Pork "country style ribs"?

My grocery store tends to carry a cut of pork they call “country style ribs.” Confusingly, these are often boneless. I looked at the Wikipedia article and what I’m getting looks nothing like those. What I’m getting are more or less cubes of well-fatted meat, again often boneless.

When I’ve gotten these in the past, I’ve just slow-cooked them in barbecue sauce to make something passably bbq-ish.

Could I sear them and then braise them to get something more like carnitas?

Any other ideas?

I cook them the way you do. Toss into the crock pot with some onions and beer, then hit with sauce. Cheap and easy meal.

Nope, those “country ribs” aren’t really ribs. But they are mighty tasty little pieces of pork.

To make carnitas, you need a pig & a cauldron of lard.

Or use this method–which is EZ! And delicious.

also add a little liquid smoke to the crock pot–i sometimes cook a “butt” that way and make pulled pork, pretty much like carnitas. a whole lot easier and less time consuming than smoking on the bbq pit.

You cook them like ribs. The meat is similar in composition, but without the bone.

I often grill them with a lot of barbeque sauce.

Hit them with a bit of ah-so sauce, and cook on the grill.

The sweet tang of the ah-so combines with the pork fat, and the caramelization of the sugar in the sauce.


Thanks, all!

The carnitas I’ve had at two local Mexican restaurants isn’t shredded, it’s basically cubes of pork about two inches to a side. More research has suggested that shredded is more common.

I’ve had these both with and without the bone. I love them and prefer them to regular ribs, which are never meaty enough for my taste. I sometimes par-cook them and then do garlic, bbq sauce, etc. the last 1/2 of the cooking time. Sometimes I’ll put them on a rack in the oven and cover them with foil.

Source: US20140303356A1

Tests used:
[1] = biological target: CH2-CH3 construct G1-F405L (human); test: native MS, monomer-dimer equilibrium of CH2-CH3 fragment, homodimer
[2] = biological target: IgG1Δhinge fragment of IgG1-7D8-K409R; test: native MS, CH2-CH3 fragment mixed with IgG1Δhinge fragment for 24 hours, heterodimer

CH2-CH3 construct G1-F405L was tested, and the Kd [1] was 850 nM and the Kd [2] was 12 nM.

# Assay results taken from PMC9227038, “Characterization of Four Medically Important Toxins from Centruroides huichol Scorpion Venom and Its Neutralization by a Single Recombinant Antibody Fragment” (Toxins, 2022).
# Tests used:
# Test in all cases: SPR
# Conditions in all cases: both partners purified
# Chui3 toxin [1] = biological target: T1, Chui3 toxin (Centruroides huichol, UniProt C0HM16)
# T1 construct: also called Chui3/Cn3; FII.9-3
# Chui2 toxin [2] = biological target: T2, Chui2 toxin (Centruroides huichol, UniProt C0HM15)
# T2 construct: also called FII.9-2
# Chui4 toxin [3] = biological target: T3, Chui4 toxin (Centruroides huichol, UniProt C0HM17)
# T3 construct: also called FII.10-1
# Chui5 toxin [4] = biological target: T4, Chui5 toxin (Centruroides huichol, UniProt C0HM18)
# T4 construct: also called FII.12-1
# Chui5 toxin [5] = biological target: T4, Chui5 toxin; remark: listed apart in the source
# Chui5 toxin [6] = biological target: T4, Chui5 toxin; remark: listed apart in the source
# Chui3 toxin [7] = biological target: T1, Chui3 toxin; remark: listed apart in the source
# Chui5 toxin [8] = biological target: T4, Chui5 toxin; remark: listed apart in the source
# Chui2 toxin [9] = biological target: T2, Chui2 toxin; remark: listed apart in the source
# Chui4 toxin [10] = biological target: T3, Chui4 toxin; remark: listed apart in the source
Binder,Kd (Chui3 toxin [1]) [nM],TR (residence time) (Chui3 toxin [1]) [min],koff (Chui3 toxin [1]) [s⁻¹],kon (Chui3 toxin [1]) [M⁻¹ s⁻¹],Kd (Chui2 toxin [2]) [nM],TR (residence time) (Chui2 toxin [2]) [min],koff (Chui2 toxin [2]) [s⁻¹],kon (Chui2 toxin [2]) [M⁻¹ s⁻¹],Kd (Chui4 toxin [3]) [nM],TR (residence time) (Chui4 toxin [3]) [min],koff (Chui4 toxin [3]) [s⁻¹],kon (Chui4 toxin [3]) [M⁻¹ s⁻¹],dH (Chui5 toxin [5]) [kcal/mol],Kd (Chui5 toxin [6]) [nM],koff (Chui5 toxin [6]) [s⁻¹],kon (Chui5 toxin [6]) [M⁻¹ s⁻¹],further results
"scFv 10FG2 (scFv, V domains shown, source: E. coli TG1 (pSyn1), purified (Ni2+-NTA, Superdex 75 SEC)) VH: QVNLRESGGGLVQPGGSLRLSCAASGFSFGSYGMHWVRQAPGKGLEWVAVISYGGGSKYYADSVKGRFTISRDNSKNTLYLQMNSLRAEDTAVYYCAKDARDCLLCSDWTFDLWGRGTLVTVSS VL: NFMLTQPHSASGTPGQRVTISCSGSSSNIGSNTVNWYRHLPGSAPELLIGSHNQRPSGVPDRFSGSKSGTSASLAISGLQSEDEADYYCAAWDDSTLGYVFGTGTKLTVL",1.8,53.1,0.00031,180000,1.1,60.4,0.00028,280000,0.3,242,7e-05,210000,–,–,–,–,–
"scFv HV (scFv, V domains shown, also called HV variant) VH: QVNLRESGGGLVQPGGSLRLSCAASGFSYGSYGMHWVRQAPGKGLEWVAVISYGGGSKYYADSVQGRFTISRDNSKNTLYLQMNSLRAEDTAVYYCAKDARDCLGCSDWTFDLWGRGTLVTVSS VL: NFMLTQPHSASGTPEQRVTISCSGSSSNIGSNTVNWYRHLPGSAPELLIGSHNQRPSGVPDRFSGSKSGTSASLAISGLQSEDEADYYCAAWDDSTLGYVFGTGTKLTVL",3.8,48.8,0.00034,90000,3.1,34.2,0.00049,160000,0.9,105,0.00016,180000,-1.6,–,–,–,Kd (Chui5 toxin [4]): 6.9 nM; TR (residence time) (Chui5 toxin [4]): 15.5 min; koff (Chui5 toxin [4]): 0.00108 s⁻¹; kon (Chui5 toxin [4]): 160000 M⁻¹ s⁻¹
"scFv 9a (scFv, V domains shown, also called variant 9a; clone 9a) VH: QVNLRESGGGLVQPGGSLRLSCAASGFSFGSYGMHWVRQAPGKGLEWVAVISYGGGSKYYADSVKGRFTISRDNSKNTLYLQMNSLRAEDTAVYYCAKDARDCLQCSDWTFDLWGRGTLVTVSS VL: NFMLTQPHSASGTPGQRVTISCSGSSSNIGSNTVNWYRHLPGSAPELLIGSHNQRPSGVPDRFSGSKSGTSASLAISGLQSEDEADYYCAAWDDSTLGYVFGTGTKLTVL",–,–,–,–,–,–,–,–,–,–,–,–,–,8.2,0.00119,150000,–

My family loves these, I have always seasoned them, coated them in BBQ, wrap them individually in foil, and toss in the oven on super low. I have always let them cook most the day and they always come out tender and tasty. Wrapping them individually seems to keep them from getting even the least bit dry.

We used to have these occasionally when the guys would come over for Wednesday Night Barbecue. This is how I made them:

Get a package of five 2"x2"x12" Country Style pork ribs. In a one-gallon zip-lock bag put some garlic salt, black pepper, mole powder (powdered red pepper), cumin, crushed garlic, maybe some minced onion, vegetable oil, and lemon or lime juice. Close the bag and kneed until everything is pretty much mixed together. Add the deadpig and kneed the bag again until it’s coated. Put into the fridge for as long as possible. (I like to put it in overnight, turning and kneeding when I think of it.)

Cook over hot charcoal. Serve with sautéed apples-and-onions.



Purely unintentional.

But now you KnowToKneed. :wink:
(OK, 'Gently massage the marinade from time to time into the meat.)

Well, the ones I’ve got are at home brining in some water, salt, onion salt, brown sugar, and black pepper.

Alas, I’ve nothing like a real grill to grill them on, and I really want to eat them tonight, so I’m thinking about searing them in a hot pan, then wrapping them loosely in foil [edit: with some sliced onion and new potatoes] and roasting them in a 350[sup]o[/sup] oven for an hour or so.

Thoughts? Reactions?

Fair Warning: I stock up on these when they go on sale. We could eat this recipe virtually every day.
Throw the ribs (frozen or not) in a pot.

1/4 cup Soy Sauce
1 Tablespoon Rosemary
1 Tablespoon Oregano
The juice from 1 lime
Cilantro or parsley
Garlic to taste (we use buckets of it)

Put all in the pot. Cover with water. Boil until the water is getting low, then keep an eye on it, because it will burn quickly. Basically cook it down until their is a bit of sauce left. Squeeze in a little more lime juice if you like.


Check out Rick Bayless’ awesome take on Country Pork Ribs. He’s cooking with the master, Julia Child-- Scroll down for the streaming video…

Chile-glazed Country Ribs